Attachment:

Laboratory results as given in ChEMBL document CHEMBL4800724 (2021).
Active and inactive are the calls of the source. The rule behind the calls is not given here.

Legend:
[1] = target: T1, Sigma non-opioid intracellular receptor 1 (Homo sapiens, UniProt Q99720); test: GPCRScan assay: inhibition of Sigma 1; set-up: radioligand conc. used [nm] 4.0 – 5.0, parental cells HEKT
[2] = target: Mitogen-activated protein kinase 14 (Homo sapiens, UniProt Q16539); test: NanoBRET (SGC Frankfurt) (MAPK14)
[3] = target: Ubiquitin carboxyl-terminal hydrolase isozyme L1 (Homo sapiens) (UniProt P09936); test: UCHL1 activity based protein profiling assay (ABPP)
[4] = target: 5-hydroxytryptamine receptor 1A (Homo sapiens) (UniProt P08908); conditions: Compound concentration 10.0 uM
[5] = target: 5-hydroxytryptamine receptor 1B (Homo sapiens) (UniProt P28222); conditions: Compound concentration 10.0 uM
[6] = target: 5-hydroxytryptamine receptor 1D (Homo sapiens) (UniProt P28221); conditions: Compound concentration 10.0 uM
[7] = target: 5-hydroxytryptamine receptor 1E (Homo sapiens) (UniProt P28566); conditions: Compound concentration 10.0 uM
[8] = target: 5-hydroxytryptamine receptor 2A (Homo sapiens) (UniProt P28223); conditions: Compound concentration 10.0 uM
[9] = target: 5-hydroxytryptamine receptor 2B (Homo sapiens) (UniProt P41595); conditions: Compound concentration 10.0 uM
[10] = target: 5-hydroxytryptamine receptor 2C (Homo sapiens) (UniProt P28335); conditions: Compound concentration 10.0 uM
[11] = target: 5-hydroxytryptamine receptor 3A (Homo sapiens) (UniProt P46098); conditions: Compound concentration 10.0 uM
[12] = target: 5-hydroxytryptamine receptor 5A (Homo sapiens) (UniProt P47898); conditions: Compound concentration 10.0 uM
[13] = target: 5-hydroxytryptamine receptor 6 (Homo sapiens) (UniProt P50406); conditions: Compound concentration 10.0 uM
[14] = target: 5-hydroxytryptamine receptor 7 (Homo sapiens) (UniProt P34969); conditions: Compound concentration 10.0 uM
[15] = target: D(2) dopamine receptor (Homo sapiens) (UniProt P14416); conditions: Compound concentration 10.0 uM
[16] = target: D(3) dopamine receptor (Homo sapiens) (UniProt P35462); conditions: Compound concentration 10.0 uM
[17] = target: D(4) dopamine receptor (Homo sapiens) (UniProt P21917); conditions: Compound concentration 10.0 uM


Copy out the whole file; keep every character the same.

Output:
Laboratory results as given in ChEMBL document CHEMBL4800724 (2021).
Active and inactive are the calls of the source. The rule behind the calls is not given here.

Legend:
[1] = target: T1, Sigma non-opioid intracellular receptor 1 (Homo sapiens, UniProt Q99720); test: GPCRScan assay: inhibition of Sigma 1; set-up: radioligand conc. used [nm] 4.0 – 5.0, parental cells HEKT
[2] = target: Mitogen-activated protein kinase 14 (Homo sapiens, UniProt Q16539); test: NanoBRET (SGC Frankfurt) (MAPK14)
[3] = target: Ubiquitin carboxyl-terminal hydrolase isozyme L1 (Homo sapiens) (UniProt P09936); test: UCHL1 activity based protein profiling assay (ABPP)
[4] = target: 5-hydroxytryptamine receptor 1A (Homo sapiens) (UniProt P08908); conditions: Compound concentration 10.0 uM
[5] = target: 5-hydroxytryptamine receptor 1B (Homo sapiens) (UniProt P28222); conditions: Compound concentration 10.0 uM
[6] = target: 5-hydroxytryptamine receptor 1D (Homo sapiens) (UniProt P28221); conditions: Compound concentration 10.0 uM
[7] = target: 5-hydroxytryptamine receptor 1E (Homo sapiens) (UniProt P28566); conditions: Compound concentration 10.0 uM
[8] = target: 5-hydroxytryptamine receptor 2A (Homo sapiens) (UniProt P28223); conditions: Compound concentration 10.0 uM
[9] = target: 5-hydroxytryptamine receptor 2B (Homo sapiens) (UniProt P41595); conditions: Compound concentration 10.0 uM
[10] = target: 5-hydroxytryptamine receptor 2C (Homo sapiens) (UniProt P28335); conditions: Compound concentration 10.0 uM
[11] = target: 5-hydroxytryptamine receptor 3A (Homo sapiens) (UniProt P46098); conditions: Compound concentration 10.0 uM
[12] = target: 5-hydroxytryptamine receptor 5A (Homo sapiens) (UniProt P47898); conditions: Compound concentration 10.0 uM
[13] = target: 5-hydroxytryptamine receptor 6 (Homo sapiens) (UniProt P50406); conditions: Compound concentration 10.0 uM
[14] = target: 5-hydroxytryptamine receptor 7 (Homo sapiens) (UniProt P34969); conditions: Compound concentration 10.0 uM
[15] = target: D(2) dopamine receptor (Homo sapiens) (UniProt P14416); conditions: Compound concentration 10.0 uM
[16] = target: D(3) dopamine receptor (Homo sapiens) (UniProt P35462); conditions: Compound concentration 10.0 uM
[17] = target: D(4) dopamine receptor (Homo sapiens) (UniProt P21917); conditions: Compound concentration 10.0 uM